In the town of Kyustendil, in western Bulgaria, 90 km southwest of Sofia, some Roma children are fighting age-old stereotypes by choosing to continue their education beyond the age of 16, as is mandated by law. With support from their poorly educated parents who have struggled their entire lives to find employment, there are now children who are excited about the potential that a high school and even a college education can provide.
In a society in which many Roma girls marry young and many Roma boys work alongside their fathers after finishing the eighth grade, the potential for a career provides these children with a path out of poverty and a realistic chance for a better life.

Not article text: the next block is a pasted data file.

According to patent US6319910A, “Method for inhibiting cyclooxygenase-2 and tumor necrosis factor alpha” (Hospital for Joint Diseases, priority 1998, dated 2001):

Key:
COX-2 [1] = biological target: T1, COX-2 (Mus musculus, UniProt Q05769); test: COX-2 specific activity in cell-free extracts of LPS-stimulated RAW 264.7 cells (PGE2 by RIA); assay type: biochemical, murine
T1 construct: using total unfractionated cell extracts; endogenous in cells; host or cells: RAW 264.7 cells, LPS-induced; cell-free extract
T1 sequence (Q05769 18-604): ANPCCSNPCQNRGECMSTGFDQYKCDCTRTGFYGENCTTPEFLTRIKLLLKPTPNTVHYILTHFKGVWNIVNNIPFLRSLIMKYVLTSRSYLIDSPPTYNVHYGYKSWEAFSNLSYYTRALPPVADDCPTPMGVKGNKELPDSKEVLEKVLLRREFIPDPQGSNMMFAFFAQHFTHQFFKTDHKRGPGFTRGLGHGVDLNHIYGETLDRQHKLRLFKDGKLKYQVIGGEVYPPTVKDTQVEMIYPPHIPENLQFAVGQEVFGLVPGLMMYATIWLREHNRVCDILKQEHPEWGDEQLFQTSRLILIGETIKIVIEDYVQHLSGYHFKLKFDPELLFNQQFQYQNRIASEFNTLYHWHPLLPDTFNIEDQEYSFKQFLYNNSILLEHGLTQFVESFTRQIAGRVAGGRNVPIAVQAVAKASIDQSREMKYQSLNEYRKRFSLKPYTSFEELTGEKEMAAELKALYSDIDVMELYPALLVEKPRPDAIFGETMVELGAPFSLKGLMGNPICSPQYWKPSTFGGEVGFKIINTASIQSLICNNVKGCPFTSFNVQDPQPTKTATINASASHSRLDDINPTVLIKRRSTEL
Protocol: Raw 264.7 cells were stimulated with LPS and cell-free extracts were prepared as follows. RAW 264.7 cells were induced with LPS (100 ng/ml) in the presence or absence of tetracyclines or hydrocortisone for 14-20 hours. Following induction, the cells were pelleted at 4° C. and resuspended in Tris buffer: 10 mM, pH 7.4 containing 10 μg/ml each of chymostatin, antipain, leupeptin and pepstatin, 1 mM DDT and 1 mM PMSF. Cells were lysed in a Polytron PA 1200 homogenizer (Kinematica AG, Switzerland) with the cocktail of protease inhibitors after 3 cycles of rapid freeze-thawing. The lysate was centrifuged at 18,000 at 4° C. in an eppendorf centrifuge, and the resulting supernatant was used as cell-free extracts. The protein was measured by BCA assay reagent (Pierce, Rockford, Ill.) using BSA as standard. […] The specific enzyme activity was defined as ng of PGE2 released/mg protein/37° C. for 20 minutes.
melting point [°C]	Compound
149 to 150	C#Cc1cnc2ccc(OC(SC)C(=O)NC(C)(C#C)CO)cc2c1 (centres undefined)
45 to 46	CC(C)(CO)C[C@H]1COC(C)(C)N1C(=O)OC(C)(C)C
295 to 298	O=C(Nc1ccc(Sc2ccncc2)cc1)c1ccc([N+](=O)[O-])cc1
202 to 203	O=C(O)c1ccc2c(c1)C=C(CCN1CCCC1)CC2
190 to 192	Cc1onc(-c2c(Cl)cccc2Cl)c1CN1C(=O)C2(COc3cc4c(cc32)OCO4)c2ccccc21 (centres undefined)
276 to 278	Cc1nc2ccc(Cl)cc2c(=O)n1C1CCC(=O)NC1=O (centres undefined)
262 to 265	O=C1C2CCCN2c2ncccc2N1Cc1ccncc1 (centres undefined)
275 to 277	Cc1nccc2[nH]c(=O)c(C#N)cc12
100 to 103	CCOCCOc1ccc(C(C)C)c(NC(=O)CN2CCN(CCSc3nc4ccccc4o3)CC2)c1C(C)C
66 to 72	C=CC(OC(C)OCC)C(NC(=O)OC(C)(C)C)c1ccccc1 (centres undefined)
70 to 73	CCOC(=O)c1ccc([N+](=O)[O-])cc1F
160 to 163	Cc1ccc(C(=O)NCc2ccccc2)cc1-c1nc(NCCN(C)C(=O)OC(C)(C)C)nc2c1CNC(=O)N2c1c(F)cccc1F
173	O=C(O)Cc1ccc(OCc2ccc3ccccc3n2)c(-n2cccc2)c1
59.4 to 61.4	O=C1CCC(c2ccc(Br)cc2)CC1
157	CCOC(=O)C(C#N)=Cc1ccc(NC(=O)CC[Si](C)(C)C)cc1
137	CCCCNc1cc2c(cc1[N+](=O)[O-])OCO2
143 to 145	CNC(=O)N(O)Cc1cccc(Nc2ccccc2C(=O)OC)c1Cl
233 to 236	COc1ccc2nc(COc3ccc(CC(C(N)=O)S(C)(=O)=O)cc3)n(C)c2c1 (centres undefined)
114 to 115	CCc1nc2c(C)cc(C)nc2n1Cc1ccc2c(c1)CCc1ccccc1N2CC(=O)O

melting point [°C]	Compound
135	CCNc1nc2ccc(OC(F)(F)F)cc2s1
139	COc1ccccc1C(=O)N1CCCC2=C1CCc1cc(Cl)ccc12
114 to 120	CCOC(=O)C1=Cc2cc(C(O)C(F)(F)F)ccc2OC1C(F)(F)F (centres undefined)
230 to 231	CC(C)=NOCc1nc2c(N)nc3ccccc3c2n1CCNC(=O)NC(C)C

Lili and Raina are supported by their parents, who realize the power of education and are excited about their children’s future. Their parents encourage them to study and follow their dreams. Emil, who dreams of being a football player, doesn’t value education and has little hope of escaping a future in the ghetto. These are their stories.